> (Personally, I find the argument technically valid, but commonsensically
> invalid. It's a language-lawyer kind of argument, rather than one that
> appeals to any notion of real aesthetics.)
I disagree with your sense of aesthetics. I think that having to write
\\y when I want \y just to satisfy a bondage-and-discipline compiler is
ugly. That's not to deny that B&D isn't useful on occasion, but in this
case I believe the benefit is negligible, and so even a tiny cost is not
worth the pain.
The sweet sweet pain... oh wait, sorry, wrong newsgroup...
> (2) That argument disagrees with the Python reference manual, which
> explicitly states that "unrecognized escape sequences are left in the
> string unchanged", and that the purpose for doing so is because it "is
> useful when debugging".
How does it disagree? \y in the source code mapping to \y in the string
object is the sequence being left unchanged. And the usefulness of doing
so is hardly a disagreement over the fact that it does so.
>> > "\x" is not a legal escape sequence. Shouldn't it also get left as
>> > "\\x"?
>> No, because it actually is an illegal escape sequence.
> What makes it "illegal". As far as I can tell, it's just another
> "unrecognized escape sequence".
No, it's recognized, because \x is the prefix for an hexadecimal escape
code. And it's illegal, because it's missing the actual hexadecimal
> language can't tell a legal escape sequence from an illegal one?
All joking aside, syntax varies from one language to another. What counts
escape sequence in Python are different. What makes you think I'm talking
>> > Well, I think he's more annoyed that if Python is going to be so
>> > helpful as to put in the missing "\" for you in "foo\zbar", then it
>> > should put in the missing "\" for you in "\". He considers this to be
>> > an inconsistency.
>> (1) There is no missing \ in "foo\zbar".
>> (2) The problem with "\" isn't a missing backslash, but a missing end-
> Says who? All of this really depends on your point of view. The whole
> morass goes away completely if one adopts C++'s approach here.
But the morass only exists in the first place because you have adopted
C++'s approach instead of Python's approach -- and (possibly) not even a
standard part of the C++ approach, but a non-standard warning provided by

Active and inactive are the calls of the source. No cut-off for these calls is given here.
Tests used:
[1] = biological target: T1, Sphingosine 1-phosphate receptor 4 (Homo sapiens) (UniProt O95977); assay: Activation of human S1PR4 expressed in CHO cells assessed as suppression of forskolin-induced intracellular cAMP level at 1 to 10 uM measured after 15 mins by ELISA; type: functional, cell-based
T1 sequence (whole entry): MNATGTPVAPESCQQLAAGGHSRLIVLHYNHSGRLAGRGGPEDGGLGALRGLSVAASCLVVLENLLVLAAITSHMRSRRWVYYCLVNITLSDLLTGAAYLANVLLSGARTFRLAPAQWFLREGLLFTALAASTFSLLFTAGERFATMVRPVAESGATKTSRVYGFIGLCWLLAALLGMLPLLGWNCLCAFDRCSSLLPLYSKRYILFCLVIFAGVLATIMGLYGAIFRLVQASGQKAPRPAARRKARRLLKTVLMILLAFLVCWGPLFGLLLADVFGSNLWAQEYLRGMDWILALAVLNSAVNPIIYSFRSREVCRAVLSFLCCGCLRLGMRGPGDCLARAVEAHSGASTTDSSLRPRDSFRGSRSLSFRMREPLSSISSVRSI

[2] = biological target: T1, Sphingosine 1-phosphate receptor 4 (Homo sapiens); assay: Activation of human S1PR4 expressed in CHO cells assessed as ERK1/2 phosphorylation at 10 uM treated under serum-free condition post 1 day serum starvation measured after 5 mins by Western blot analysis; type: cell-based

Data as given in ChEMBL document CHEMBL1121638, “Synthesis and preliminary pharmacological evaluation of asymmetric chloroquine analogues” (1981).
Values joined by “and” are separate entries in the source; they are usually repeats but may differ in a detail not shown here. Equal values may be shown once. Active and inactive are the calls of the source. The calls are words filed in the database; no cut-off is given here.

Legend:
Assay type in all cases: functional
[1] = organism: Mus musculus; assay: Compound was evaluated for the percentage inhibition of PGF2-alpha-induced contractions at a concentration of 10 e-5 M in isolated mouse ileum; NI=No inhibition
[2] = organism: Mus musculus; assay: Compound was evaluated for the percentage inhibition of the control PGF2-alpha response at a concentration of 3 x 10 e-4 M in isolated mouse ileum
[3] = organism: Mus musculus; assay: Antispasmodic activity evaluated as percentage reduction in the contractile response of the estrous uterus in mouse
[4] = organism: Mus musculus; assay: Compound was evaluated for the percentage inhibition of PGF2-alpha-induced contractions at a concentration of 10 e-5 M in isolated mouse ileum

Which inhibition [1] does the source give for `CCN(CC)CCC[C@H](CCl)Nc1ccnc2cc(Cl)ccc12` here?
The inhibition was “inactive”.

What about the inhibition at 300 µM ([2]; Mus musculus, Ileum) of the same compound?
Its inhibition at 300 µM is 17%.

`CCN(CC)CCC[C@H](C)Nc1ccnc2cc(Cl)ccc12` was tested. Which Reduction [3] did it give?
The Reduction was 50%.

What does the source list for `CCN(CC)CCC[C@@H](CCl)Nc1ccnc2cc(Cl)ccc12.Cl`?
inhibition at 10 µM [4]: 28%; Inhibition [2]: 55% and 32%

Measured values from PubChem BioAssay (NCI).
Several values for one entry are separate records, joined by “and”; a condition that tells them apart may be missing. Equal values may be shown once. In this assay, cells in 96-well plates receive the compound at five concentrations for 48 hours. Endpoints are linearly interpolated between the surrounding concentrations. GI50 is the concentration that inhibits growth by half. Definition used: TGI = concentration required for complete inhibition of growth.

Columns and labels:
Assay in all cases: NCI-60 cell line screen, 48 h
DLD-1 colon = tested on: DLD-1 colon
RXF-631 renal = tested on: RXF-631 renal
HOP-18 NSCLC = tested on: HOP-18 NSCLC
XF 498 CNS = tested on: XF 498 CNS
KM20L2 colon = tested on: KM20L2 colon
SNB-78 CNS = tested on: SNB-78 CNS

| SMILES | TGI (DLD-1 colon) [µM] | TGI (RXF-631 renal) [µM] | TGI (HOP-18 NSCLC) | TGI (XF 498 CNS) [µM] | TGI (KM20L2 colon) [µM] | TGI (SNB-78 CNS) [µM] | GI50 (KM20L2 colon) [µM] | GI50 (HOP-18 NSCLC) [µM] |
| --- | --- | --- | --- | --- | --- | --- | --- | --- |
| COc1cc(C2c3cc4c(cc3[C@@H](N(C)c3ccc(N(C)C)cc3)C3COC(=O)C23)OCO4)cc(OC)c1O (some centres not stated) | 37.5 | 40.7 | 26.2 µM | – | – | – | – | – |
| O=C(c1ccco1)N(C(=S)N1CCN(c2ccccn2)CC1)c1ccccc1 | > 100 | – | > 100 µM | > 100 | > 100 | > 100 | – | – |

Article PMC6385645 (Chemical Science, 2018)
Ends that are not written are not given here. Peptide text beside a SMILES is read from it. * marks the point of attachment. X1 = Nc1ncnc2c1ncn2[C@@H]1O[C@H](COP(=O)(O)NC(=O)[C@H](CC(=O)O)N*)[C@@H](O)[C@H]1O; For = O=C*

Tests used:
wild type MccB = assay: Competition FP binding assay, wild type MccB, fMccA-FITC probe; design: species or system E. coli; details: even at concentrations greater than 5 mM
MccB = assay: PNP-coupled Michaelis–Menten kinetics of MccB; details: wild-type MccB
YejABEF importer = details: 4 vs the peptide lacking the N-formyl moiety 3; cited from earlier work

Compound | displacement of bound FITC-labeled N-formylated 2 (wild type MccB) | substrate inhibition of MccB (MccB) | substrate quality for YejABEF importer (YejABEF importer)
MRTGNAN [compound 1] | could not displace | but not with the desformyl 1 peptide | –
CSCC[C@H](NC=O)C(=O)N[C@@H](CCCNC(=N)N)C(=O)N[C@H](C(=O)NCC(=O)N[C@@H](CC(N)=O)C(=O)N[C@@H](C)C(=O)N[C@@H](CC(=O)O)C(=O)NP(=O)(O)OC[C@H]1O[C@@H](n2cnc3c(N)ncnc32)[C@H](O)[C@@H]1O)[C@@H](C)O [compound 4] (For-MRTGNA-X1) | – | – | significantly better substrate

one compiler out of many.
Even if you disagree about (1), it's easy enough to prove that (2) is
File "<stdin>", line 1
SyntaxError: EOL while scanning single-quoted string
This is the exact same error you get here:
File "<stdin>", line 1
SyntaxError: EOL while scanning single-quoted string
>> Python isn't DWIMing here. The rules are simple and straightforward,
>> there's no mind-reading or guessing required.
> It may not be a complex form of DWIMing, but it's still DWIMing a bit.
> Python is figuring that if I typed "\z", then either I must have really
> meant to type "\\z",
Nope, not in the least. Python NEVER EVER EVER tries to guess what you
If you type "xyz", it assumes you want "xyz".
If you type "xyz\n", it assumes you want "xyz\n".
If you type "xyz\\n", it assumes you want "xyz\\n".
If you type "xyz\y", it assumes you want "xyz\y".
If you type "xyz\\y", it assumes you want "xyz\\y".
This is *exactly* like C++, except that in Python the semantics of \y and
\\y are identical. Python doesn't guess what you mean, it *imposes* a
meaning on the escape sequence. You just don't like that meaning.
> or that I want to see the backslash when I'm
> debugging because I made a mistake, or that I'm just too lazy to type
Oh jeez, if you're going to define DWIM so broadly, then *everything* is
DWIM. "If I type '1+2', then the C++ compiler figures out that I must
have wanted to add 1 and 2..."
> I don't know if my friend even knows the term DWIM, other than me
> paraphrasing him, but I certainly understand all about the term. It
> comes from InterLisp. When DWIM was enabled, your program would run
> until it hit an error, and for certain kinds of errors, it would wait a
> few seconds for the user to notice the error message, and if the user
> didn't tell the program to stop, it would try to figure out what the
> user most likely meant, and then continue running using the
> computer-generated "fix".
Right. And Python isn't doing anything even remotely similar to that.
> I.e., more or less like continuing on in the face of what the Python
> Reference manual refers to as an "unrecognized escape sequence".
The wording could be better, I accept. It would be better to talk about
"special escapes" (e.g. \n) and "any non-special escape" (e.g. \y).
More information about the Python-list